A Nobel Prize Winner’s Market Advice
A bell chimed as I walked through the restaurant’s door. The owner, a middle-aged man with a thick Jersey accent and thinning hair, smiled with all his teeth and asked me what beer I wanted.
He was a friendly guy, and after I purchased way more food than I intended, we somehow got to chatting about his life — particularly how he ended up as a shop owner in South Florida.
I won’t go into all the details — it was an interesting two-hour-long chat — but the man used to have $5 million to his name … and he recently lost it all. Every single cent. But instead of sitting around, lamenting his unlucky loss in life, he decided to start again from scratch.
He picked himself up by his bootstraps and, imbued with that American entrepreneurial spirit, he began his own business — one that now has lines of people snaking into the street during lunch hour.
So what was his secret?
During our talk, there was one word he used that stood out to me: momentum. He needed to gain it back to be successful again, so he focused on building it up.
Momentum is a term you might have heard in the investing world, which is why it struck a chord with me.
See, traders tend to fall in love with stocks that have momentum — because that, as it did with the shop owner, often fashions a swift path to success. After all, it’s one of the most popular indicators on Bloomberg.
But is momentum trading really as good as it’s cracked up to be? There are so many myths surrounding investing nowadays, I wasn’t sure. So, I asked our momentum expert — Mike Carr — if this was a top trading strategy, and his answer didn’t really leave any room for doubt:
Here’s part of what he told me:
Yes, momentum investing is simply recognized by academics and finance professionals as a way to beat the market.
Now, this might be surprising. The academic community usually says you can’t beat the market. This is the basis of the efficient market hypothesis (EMH).
But finance professors have found a few anomalies to that hypothesis. (An anomaly, in this case, is what they call a “market-beating strategy.”) For example, value stocks are an anomaly that can beat the market in the long run — which is, more often than not, measured in decades.
For investors who can’t afford to wait that long, there’s the momentum anomaly.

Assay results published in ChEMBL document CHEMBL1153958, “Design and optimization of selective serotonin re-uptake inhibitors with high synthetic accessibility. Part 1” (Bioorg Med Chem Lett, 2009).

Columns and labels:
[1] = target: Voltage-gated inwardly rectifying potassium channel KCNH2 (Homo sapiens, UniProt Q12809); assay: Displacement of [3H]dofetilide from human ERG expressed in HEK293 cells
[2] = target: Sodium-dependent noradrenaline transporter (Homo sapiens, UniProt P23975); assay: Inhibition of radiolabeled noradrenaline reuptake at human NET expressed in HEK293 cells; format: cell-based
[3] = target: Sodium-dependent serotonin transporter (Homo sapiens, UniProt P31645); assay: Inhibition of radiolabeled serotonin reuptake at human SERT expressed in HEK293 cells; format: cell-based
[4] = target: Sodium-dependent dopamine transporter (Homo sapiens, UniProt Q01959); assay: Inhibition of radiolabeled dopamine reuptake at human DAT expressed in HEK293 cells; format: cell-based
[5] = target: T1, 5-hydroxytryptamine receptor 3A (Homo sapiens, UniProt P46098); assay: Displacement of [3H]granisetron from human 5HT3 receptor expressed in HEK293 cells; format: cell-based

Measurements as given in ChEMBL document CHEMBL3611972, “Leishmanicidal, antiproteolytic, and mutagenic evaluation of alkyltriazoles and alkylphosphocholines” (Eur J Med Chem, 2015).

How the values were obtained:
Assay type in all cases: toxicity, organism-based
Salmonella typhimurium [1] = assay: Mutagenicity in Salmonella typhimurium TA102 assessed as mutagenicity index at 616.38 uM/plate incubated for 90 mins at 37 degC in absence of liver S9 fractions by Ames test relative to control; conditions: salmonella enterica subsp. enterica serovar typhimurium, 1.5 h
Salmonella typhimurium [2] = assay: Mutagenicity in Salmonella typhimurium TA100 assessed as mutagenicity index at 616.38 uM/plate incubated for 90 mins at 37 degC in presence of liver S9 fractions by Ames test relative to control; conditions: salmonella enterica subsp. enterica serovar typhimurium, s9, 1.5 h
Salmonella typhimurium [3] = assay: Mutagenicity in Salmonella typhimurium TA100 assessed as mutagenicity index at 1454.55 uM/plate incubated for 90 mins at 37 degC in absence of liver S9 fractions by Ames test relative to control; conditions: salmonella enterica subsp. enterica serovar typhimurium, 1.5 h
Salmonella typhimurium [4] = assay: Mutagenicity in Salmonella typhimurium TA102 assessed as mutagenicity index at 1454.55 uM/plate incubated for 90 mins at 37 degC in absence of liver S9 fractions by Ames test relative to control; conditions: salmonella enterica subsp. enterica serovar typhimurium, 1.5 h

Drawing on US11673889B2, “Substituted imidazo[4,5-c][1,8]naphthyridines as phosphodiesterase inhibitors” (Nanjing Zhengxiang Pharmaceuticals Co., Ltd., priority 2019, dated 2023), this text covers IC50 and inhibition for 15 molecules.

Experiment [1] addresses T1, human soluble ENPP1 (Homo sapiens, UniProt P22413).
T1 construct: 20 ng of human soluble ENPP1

At least, that’s what a Nobel Prize-winning economist thinks.
Eugene Fama shared the Nobel Prize in Economics in 2013 for his leading the development of the EMH. However, since doing that work in the 1960s, he’s become more familiar with momentum, and he’s said: “The premier anomaly is momentum.”
Not to mention other researchers have found that momentum strategies have worked for over 200 years.
Maybe you’re now asking yourself (like I am): If this strategy is so good, why don’t more traders use it?
Mike tells me that data for following a momentum strategy is pretty difficult to gather. In fact, to do so, you’d probably need to subscribe to an expensive data service like Bloomberg for more than $20,000 a year. Or you’d need to get raw price data for all publicly traded stocks, then program your own indicators.
Most people simply don’t have the time to do that. I know I don’t.
Of course, you could also follow a momentum ETF (exchange-traded fund). I’ve been taking a look at a few recently, such as the iShares MSCI USA Momentum Factor ETF and SPDR Russell 1000 Momentum Focus ETF — and both have been climbing higher for years, pretty much in line with the bull market.
However, it seems there are risks to using ETFs for your momentum strategy. See, when the market drops — or even moves sideways — momentum ETFs will likely take the biggest hit.
As Mike says: “Regulations will limit the ability of the manager to react to the market — and the ability to react, rather than trying to predict the market, is the reason momentum strategies work. So momentum managers, unhampered by ETF rules, will react best to the market’s ups and downs.”
That’s actually why he decided to put together his own service for momentum traders, which you can learn about here. And why it’s been doing so well — all three open positions are profitable right now.
So if you’re an investor searching for a new strategy to add to your portfolio, you might want to consider momentum investing — but just remember to be leery of ETFs.
Sometimes life can take an unexpected turn, like it did for that shop owner, and you want to have a reliable system for finding your momentum again. At least, in this case, there’s a literal way to do that.
Catch you next week.
Managing Editor, Banyan Hill Publishing